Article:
Obelisk of Theodosius – Istanbul, Turkey - Atlas Obscura

Obelisk of Theodosius

This remarkably well-preserved Egyptian plinth is pretty well traveled for a giant piece of stone. 


Originally built at the Temple of Karnak, the Obelisk of Theodosius traveled all over the ancient world before ending up in its current Turkish home. 

The hieroglyphics-covered spire that now sits in a square in Istanbul was originally carved between 1500-1400 BCE in Egypt. The red granite spire sat unmolested near the Temple of Karnak for hundreds of years, and it wasn’t until the mid-300’s CE that a Roman emperor had the obelisk transported down the river Nile to Alexandria. The huge artifact remained there for only a scant few decades before it was once again moved. This time the stone tower was moved to what was at the time Constantinople where it resides today.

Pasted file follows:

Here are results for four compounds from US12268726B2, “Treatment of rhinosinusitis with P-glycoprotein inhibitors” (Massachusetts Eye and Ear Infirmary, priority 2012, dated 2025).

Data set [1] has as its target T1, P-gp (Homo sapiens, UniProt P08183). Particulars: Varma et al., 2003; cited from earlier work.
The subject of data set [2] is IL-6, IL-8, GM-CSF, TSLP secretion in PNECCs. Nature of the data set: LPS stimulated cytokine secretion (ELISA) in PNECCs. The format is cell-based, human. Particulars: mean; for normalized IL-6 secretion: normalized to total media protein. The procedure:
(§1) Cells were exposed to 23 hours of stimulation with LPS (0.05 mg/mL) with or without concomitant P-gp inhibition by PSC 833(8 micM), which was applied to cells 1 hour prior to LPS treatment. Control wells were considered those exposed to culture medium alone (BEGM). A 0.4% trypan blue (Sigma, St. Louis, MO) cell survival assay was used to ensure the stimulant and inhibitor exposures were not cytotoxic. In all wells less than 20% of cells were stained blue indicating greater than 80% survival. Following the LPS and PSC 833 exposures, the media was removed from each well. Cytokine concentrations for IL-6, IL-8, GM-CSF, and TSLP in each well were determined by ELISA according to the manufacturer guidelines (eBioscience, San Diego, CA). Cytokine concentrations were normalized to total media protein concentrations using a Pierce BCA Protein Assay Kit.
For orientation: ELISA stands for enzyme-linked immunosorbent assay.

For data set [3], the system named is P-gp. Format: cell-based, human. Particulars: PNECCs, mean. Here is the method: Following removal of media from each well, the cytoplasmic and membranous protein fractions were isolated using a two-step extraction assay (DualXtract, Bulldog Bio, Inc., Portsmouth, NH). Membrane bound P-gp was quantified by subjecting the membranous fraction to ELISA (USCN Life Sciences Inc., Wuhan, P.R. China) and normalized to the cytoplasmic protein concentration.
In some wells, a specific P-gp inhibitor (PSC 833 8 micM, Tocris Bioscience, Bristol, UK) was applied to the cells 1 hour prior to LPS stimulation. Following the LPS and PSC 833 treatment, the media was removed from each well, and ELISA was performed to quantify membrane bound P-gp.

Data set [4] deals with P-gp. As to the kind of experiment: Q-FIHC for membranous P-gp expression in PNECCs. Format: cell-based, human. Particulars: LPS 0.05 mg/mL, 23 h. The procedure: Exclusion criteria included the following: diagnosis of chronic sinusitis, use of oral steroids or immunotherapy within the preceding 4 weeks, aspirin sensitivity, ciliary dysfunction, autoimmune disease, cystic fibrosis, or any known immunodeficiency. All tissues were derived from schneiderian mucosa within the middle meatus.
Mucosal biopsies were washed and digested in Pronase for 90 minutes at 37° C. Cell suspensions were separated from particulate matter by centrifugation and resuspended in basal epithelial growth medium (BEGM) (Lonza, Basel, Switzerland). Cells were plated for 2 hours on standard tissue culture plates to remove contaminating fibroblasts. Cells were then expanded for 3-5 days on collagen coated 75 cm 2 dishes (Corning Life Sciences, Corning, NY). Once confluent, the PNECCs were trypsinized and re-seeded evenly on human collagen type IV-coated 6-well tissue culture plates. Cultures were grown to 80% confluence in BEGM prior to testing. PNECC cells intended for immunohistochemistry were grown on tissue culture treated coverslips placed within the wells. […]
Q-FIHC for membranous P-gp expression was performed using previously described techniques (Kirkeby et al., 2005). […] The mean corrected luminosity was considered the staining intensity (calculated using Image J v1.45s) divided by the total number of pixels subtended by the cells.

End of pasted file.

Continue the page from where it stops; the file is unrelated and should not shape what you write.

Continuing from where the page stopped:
As the famous song says, Constantinople is now Istanbul which is where the Obelisk of Theodosius still sits. The spire is remarkably well maintained for being thousands of years old and the columns of hieroglyphics on each of the four sides are still sharp and clear. The pictograms describe the obelisk’s creator’s (Tutmoses III) victory during a battle on the Euphrates.

Now the obelisk rests on bronze blocks in a public square which is regularly crowded with musicians, artists, street performers, and tourists who are blissfully unaware of the stone tower’s journey.   

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